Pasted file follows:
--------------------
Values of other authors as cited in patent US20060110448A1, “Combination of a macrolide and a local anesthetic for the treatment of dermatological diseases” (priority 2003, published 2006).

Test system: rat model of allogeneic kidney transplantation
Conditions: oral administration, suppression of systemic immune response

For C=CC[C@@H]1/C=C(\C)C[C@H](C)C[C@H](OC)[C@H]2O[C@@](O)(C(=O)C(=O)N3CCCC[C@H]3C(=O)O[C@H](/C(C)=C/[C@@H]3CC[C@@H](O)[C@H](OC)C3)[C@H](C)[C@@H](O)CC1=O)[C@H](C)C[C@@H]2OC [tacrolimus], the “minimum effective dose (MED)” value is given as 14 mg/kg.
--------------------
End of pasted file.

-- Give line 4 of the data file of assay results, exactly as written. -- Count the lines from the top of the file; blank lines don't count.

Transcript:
For C=CC[C@@H]1/C=C(\C)C[C@H](C)C[C@H](OC)[C@H]2O[C@@](O)(C(=O)C(=O)N3CCCC[C@H]3C(=O)O[C@H](/C(C)=C/[C@@H]3CC[C@@H](O)[C@H](OC)C3)[C@H](C)[C@@H](O)CC1=O)[C@H](C)C[C@@H]2OC [tacrolimus], the “minimum effective dose (MED)” value is given as 14 mg/kg.